Make us your home page
Instagram

Today’s top headlines delivered to you daily.

(View our Privacy Policy)

Trying to stop Zika's spread in South Florida

MIAMI — Gov. Rick Scott zigzagged around the Wynwood area of Miami on Thursday morning, talking with local business owners about what the state can do to combat the spread of Zika.

Centers for Disease Control and Prevention director Tom Frieden also surveyed the neighborhood Thursday morning, saying he was "impressed" by efforts to control the mosquito population in the area.

"They've got over a hundred teams in the field and ensure that people hear the key messages, which is get rid of anywhere the mosquito can breed," Frieden said. "This is a very difficult mosquito to control and this is a very vibrant neighborhood."

Frieden made the remarks with Miami-Dade Mayor Carlos Gimenez before addressing members of Congress and Scott privately at the Wynwood Community Center.

"There is no information to suggest there is a risk anywhere else in Miami," Frieden said. "In fact, the area we are concerned about is about 500 square feet right in the middle of the 1-mile radius where there have been infections."

State health officials have said, however, that they are investigating one locally transmitted Zika case that falls outside the 1-mile radius in Wynwood.

The 500 feet that Frieden mentioned is about the size of one apartment. He didn't confirm Thursday if a specific residence or business is where the cases were found.

"That 1-mile radius gives you a buffer zone around that 500-square-foot area," Frieden said. "We encourage women all over the U.S. to protect themselves."

As of Wednesday, the Florida Department of Health reported 15 locally transmitted Zika infections in Miami-Dade and Broward counties: 13 in Miami-Dade and two in Broward. Most of the cases stem from mosquito bites that occurred in and around Wynwood, health officials have said. The 15 cases are the first local Zika cases in the nation.

The CDC on Monday warned pregnant women not to travel to Wynwood, the first such travel warning by the federal agency against a neighborhood in the continental United States. Pregnant women are most at risk because if they get bitten by a mosquito carrying the Zika virus, they can deliver babies with severe birth defects, including babies born with brains that are not fully developed.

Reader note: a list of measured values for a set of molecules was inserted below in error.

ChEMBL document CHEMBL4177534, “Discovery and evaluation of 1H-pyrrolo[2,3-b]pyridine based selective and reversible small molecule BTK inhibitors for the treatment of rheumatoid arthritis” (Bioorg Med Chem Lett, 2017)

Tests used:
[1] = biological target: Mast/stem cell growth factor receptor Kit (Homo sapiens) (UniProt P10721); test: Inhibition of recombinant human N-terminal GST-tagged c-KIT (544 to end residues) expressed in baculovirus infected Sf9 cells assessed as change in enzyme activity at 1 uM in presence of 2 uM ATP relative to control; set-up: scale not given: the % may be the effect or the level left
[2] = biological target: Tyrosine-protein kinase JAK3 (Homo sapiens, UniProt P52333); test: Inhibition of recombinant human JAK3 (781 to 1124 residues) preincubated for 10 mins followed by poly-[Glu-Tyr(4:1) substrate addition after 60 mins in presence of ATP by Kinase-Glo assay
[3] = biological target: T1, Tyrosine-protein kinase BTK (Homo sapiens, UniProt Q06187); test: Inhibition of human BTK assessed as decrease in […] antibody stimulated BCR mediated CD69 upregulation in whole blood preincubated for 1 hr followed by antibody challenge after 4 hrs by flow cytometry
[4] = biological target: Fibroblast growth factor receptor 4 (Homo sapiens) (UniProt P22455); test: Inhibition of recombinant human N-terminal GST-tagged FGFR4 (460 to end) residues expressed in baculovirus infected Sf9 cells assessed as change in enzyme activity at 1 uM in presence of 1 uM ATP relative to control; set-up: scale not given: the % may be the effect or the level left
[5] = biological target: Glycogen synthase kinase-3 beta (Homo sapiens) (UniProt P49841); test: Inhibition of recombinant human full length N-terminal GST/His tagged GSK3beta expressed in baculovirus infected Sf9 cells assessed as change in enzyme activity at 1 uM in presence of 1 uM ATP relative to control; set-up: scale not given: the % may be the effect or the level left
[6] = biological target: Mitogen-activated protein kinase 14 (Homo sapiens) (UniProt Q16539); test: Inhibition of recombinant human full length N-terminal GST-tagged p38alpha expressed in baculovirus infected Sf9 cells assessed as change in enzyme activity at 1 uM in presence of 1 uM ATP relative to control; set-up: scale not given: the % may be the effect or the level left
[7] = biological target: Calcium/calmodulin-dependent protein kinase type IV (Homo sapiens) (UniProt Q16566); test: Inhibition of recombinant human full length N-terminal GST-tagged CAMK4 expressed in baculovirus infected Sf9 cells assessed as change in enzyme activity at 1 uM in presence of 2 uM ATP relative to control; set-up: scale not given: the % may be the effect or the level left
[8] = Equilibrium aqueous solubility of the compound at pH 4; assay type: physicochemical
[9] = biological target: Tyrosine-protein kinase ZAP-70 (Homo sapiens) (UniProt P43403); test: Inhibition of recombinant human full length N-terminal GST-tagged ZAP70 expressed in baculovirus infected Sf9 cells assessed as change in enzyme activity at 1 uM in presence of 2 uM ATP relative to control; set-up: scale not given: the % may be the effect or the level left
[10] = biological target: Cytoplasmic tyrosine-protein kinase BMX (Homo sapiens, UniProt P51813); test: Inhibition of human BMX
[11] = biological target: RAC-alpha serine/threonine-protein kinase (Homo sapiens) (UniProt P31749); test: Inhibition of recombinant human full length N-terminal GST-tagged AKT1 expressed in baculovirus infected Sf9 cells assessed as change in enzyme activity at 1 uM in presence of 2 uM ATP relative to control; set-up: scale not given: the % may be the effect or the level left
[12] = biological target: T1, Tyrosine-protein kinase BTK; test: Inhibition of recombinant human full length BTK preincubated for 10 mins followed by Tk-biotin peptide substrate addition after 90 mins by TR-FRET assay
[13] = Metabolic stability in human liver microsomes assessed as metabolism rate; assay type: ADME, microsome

Meanwhile, Scott was displeased that Congress has not reconvened in Washington to fund Zika prevention. Congress recessed in July for a seven-week break that will last into early September without adopting a Zika funding package, which has been under debate since February when President Barack Obama requested $1.9 billion in emergency funding to help states combat the infectious disease.

"The president and Congress have to figure out how to work together," Scott said. "I have to work with my Legislature if I want to get anything done. This is a national, international issue and I think the federal government has failed us."

Scott did not acknowledge the funding issues that Miami-Dade mosquito control has faced, saying that "we have very successful mosquito control around the state."

"If you look at what we've done with dengue fever, chikungunya, we've stopped the local transmission of those," Scott said. "We're going to do the same thing with this. We have good mosquito control and good county health departments that are working well together."

Scott has pledged that Zika tests will be provided free for all pregnant women statewide. But since testing supplies are limited and not all the available tests are equally effective at detecting the virus, the explosion of demand has overwhelmed the public health agencies that Floridians are relying on for answers, said Ellen Schwartzbard, an OB/GYN at South Miami Hospital.